How Netflix Tries to Drown Sohra, Khasi Hills in Misrepresentation?

And here we are folks, drowning in the muck of misrepresentation yet again, it’s almost boring. This time, we owe the pleasure to Netflix, which in wanting to make a little heart-warming Diwali ad, has instead created one of the most stomach-churning pieces of entertainment I’ve recently seen. Sure, banal corporate festive greetings are always nauseating to the point that we try not to notice them, but this one is different. This one cannot be easily pushed into oblivion because it marks a violent displacement of the reality of the place it aims to represent.

Set in Sohra, Meghalaya, the ad pays homage to the glorious Sohra rain, featuring the relentless and hard downpour which consumes everything else around it – it spoils the crackers, the rangoli, the children’s fun as much as the adults’. Indeed, the Sohra rain has a spirit of its own and is capable of many things, but can it really conjure a situation where Khasi families in Sohra, most of whom are Christian or Niam Khasi, are suddenly routine celebrators of Diwali? Perhaps not. Unfortunately for Netflix, this thoughtful gesture has been gravely under-appreciated and even rejected by local fact-checkers online. They have pointed out that not only is there no Diwali culture in Sohra but that the dramatic rain is also out-of-season. According to them, the Sohra rain is not an October phenomenon, but a monsoon element which generally lasts from late April to August. In October, Sohra is relieved by “ka aiom synrai” or “autumn,” characterised by dry and clear weather.

Yet, some would say that suspension of disbelief is important when you’re trying to appreciate things. Trust me folks, I love Sohra and the idea of people loving and appreciating it too; I love the rain, the fog, the people, the waterfalls, the gorges, and the pork you get there on market days. Sohra is pretty fantastic. But is the representation in the Netflix Diwali ad really Sohra? No, it is a fantastical creation that aims to specifically touch the hearts of mainland viewers, whilst offending the sentiments of local people, most of whom don’t even know what in the world Netflix is! When I spoke to friends from Sohra just yesterday about this fiasco, many of them laughed it off as just another selfish profiteering act by a company from outside the state, riding on the back of their misrepresentation. Being an increasingly popular destination among Indian middle-class tourists, Sohra is now broadcasted across holiday and tourism websites and forums as the ideal paradisical escape from the heat, the pollution and general tedium of Indian cities. So, Netflix wanting to get a piece of the Sohra pie and “putting it on the map” is somewhat foreseeable, and it has done it brilliantly by turning an already fetishized place into something else entirely.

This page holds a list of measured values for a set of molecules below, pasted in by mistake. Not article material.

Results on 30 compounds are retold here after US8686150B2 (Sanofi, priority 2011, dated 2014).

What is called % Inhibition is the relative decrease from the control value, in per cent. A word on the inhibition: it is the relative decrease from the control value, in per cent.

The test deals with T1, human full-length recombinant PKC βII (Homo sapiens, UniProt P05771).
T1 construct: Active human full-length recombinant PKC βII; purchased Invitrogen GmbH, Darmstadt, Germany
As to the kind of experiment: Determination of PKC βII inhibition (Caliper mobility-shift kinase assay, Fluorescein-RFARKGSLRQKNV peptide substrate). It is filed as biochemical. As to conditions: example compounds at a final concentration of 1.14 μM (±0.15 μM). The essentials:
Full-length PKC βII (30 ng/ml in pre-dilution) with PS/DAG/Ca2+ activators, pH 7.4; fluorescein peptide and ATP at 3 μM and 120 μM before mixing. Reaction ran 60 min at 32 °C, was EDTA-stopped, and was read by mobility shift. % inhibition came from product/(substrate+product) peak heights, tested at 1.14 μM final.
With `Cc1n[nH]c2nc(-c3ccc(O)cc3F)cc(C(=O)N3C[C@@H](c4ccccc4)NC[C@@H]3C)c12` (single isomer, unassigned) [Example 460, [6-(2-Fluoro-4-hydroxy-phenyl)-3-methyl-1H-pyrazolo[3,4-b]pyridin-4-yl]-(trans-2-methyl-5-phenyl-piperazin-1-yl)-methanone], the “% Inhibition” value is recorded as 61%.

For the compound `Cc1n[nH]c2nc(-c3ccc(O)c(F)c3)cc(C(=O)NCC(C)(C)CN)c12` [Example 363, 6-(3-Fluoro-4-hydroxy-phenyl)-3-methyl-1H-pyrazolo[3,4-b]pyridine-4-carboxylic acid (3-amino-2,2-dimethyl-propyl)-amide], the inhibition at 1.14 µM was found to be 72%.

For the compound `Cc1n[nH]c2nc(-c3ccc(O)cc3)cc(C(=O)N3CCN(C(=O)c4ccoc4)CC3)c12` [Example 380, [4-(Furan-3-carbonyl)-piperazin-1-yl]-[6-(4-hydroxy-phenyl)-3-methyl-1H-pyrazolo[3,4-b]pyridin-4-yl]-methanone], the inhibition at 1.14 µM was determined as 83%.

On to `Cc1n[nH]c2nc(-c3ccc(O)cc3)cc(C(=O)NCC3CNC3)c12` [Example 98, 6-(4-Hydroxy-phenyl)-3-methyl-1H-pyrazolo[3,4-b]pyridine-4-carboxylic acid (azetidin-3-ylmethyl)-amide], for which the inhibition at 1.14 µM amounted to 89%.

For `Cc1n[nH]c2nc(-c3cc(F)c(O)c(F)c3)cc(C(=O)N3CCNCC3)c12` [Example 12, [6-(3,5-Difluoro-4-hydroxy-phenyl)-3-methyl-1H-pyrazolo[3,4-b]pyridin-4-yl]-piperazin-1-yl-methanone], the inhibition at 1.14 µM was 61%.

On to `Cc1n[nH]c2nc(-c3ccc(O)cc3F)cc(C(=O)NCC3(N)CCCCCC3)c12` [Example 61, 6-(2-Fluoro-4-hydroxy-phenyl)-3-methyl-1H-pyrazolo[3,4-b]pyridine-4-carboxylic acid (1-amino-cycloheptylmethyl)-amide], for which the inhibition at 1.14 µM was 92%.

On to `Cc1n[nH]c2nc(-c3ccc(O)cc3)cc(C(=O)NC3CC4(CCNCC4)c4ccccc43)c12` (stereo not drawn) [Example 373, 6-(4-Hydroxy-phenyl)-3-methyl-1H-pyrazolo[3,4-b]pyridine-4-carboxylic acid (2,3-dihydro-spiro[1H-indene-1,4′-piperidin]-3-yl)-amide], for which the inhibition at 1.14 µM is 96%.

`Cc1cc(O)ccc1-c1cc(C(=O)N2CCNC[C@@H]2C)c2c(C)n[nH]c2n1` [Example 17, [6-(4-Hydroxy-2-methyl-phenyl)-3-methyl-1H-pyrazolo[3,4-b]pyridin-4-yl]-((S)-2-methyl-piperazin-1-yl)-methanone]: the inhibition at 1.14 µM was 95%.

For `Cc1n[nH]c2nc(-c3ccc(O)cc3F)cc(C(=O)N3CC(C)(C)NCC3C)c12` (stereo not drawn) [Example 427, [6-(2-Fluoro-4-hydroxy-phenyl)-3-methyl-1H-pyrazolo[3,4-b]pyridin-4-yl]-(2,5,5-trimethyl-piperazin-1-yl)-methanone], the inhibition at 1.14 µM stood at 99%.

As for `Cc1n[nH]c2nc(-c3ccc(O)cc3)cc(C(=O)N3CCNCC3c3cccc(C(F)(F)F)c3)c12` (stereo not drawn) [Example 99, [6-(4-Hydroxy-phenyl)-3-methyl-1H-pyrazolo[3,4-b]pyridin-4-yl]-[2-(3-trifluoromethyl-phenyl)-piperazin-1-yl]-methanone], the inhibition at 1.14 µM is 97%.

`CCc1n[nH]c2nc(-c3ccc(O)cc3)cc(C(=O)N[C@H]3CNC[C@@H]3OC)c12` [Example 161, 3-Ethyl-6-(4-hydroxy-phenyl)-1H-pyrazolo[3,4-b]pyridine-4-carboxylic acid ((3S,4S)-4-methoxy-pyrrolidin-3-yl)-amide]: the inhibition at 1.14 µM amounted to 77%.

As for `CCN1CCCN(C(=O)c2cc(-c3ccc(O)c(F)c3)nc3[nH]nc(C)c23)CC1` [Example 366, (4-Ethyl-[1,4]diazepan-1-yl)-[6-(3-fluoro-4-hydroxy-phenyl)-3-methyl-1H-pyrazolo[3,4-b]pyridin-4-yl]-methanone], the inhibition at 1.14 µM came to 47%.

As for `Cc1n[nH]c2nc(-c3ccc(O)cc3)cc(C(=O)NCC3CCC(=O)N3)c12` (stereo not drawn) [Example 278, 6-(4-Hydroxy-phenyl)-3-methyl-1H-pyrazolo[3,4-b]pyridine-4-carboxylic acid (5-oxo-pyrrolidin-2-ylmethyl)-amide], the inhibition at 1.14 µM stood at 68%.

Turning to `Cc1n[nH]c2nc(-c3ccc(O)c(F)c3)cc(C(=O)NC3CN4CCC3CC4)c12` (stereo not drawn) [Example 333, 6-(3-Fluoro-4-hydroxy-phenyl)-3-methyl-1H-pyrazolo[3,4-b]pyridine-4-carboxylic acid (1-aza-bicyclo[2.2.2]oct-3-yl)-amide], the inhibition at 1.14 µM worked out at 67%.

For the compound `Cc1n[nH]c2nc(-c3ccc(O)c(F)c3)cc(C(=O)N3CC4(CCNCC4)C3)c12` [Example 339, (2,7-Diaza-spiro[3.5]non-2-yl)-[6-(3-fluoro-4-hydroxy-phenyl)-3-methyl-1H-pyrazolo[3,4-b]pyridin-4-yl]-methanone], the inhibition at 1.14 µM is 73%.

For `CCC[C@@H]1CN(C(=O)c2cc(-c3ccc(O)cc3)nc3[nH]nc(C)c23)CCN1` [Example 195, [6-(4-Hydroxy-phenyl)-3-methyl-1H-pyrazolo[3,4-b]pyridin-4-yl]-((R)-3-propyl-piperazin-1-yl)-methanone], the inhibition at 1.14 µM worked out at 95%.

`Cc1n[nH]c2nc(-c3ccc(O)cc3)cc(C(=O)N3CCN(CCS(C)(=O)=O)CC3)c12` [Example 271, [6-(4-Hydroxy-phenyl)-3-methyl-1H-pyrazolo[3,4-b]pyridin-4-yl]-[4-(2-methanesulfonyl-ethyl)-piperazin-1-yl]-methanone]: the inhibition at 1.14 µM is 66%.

WRONG TRANSLATION OF KHASI SONG POSTED BY NETFLIX (Now Removed)

Let us attribute these magical powers of world-making to the holy trinity of Hindutva colonialism, corporate arrogance and good-old mainland racism. Thanks to their blessing, we are now “known” to be the tribal Hindi-speakers from the rainy fringes of Hindutva Bharat, gleefully dancing to Bollywood music. With over 2 million views of the video on Instagram and about 1.4 million on Twitter, we are now famously a part of the big happy Indian Hindu family. And lastly folks, it doesn’t matter that you didn’t see yourselves in the ad, we are clearly better represented through the bodies of actors from elsewhere. In fact, we should thank Netflix for not making us parade around performing a culture, a religion, a reality so far from our own. Spare us the dissonance.

Happy Diwali everyone. And Netflix.

Raiot

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Gertrude Lamare Written by:

Gertrude Lamare, scholar, pedagogue and a member of Thma U Rangli Juki (TUR),

One Comment

  1. Holiram Terang
    October 25, 2022
    Reply

    Brilliant! Semkhor, and now this one. Appropriation & misrepresentation. Painting in one’s chosen hue putting the real colours under this canvas. Almost making ‘us’ non-existent.

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